Hidden observables in neutron quantum interferometry
ABSTRACT Neutron interferometry using monolithic perfect single crystals has become an important tool for fundamental, nuclear, and solid-state physics research. New features of quantum mechanics become measurable by means of neutron interferometry. Such features are quantum phases, which provide a more direct access to properties of wave functions and permit wave function reconstruction, and wave function engineering. Most recently, new experiments concerning off-diagonal and non-cyclic geometrical phases, confinement induced phases, and contextuality related experiments have been performed. These experiments show an intrinsic entanglement of different degrees of freedom of a single particle. Proper post-selection experiments yield to more quantum complete experiments and may help to make quantum mechanics less mystic. Unavoidable quantum losses may play an important role to explain the transition from the quantum to the classical world. All these investigations concern the heart of quantum mechanics and demonstrate the non-local feature of this theory.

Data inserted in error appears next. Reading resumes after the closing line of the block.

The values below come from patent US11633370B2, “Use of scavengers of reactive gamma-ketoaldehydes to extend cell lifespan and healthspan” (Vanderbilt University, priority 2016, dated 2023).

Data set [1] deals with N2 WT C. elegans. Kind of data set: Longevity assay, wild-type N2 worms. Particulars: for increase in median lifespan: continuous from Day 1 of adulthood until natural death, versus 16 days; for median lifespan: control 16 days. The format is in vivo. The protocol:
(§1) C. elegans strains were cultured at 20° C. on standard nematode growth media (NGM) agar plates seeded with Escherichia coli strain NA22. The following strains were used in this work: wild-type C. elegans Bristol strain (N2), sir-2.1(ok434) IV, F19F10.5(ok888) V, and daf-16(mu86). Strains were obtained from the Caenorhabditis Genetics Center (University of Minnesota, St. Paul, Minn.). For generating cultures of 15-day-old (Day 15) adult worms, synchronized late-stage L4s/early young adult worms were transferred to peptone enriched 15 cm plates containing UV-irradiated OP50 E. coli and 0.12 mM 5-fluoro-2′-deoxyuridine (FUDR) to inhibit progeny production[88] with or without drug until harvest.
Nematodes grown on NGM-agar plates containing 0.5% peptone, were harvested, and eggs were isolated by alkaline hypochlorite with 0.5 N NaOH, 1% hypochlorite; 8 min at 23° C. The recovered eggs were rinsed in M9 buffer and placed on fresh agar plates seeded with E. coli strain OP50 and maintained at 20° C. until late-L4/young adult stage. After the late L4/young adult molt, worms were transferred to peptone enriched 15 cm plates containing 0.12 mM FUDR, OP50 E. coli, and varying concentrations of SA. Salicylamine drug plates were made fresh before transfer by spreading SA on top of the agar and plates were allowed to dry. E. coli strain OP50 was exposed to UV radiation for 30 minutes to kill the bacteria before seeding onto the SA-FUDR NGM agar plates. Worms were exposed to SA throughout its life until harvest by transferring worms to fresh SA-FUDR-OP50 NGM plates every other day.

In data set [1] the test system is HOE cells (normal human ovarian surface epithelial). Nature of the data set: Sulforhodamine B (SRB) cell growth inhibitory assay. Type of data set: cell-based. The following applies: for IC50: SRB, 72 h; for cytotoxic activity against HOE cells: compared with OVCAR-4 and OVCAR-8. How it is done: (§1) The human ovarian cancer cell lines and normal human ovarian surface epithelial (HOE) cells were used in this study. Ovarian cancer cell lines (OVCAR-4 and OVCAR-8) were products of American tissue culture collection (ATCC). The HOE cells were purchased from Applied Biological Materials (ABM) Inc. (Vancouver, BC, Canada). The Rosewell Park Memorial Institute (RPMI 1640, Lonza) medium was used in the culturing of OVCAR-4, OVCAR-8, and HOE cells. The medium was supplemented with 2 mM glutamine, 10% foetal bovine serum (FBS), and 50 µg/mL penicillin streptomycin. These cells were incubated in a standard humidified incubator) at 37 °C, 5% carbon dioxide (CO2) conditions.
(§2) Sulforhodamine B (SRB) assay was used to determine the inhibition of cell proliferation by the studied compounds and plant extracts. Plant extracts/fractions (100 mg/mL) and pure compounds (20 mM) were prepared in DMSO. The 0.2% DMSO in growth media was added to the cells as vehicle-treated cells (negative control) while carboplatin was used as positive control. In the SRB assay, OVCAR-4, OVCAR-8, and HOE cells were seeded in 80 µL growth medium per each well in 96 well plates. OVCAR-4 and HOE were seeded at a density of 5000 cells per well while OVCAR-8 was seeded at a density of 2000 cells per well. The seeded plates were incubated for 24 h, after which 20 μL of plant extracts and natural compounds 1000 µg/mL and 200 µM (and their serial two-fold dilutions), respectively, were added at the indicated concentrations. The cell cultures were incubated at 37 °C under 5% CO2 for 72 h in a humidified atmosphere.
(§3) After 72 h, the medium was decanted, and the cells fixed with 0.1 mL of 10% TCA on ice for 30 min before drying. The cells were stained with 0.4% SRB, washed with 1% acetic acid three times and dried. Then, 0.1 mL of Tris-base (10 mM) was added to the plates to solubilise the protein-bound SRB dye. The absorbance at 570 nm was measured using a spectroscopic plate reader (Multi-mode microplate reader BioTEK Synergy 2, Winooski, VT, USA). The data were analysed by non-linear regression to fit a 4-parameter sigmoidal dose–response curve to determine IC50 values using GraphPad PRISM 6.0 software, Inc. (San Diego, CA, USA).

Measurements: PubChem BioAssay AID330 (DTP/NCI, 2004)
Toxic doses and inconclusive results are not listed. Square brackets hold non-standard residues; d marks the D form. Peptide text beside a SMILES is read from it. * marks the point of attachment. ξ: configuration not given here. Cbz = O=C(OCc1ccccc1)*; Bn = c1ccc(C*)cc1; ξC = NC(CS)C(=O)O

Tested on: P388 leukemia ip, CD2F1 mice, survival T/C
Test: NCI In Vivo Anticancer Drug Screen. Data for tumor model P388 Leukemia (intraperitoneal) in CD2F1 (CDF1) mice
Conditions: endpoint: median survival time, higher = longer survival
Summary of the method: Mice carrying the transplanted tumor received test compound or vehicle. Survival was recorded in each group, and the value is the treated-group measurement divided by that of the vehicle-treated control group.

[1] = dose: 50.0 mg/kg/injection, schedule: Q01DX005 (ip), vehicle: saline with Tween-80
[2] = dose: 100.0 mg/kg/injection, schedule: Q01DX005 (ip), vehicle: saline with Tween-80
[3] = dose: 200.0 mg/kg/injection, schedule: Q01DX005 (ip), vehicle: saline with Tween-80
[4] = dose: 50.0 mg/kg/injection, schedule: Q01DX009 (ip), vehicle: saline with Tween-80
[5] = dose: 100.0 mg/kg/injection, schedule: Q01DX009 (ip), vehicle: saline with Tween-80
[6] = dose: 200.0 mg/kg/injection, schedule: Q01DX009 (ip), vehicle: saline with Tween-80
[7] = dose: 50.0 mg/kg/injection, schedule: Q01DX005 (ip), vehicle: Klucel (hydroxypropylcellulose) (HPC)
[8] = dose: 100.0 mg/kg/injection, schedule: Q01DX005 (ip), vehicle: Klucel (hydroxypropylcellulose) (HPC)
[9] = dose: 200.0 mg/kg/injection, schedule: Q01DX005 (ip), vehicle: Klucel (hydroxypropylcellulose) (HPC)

Article: Neutron interferometry.[show abstract] [hide abstract]
ABSTRACT: Neutrons are elementary massive particles consisting of one “up” and two “down” quarks; but in neutron interference experiments they exhibit wave features only. In this case, the ► wave function describing thermal neutrons can be split, reflected and superposed coherently by means of dynamical Bragg diffraction from a perfect silicon single crystal. The coherent beam parts are widely separated, and they can be influenced individually by nuclear, magnetic or gravitational interaction. This technique has first been tested 1974 at a small 250 kW TRIGA reactor in Vienna . The monolithic design of such interferometers guarantees the parallelism of the reflecting lattice planes up to a fraction of their lattice distance, which is a necessary condition for coherent beam splitting. This experimental method has been adapted from X-ray interferometry developed earlier . The figure shows various types of such interferometers as they are used now at several neutron sources around the world.Science 12/1993; 262(5138):1384-5. · 31.03 Impact Factor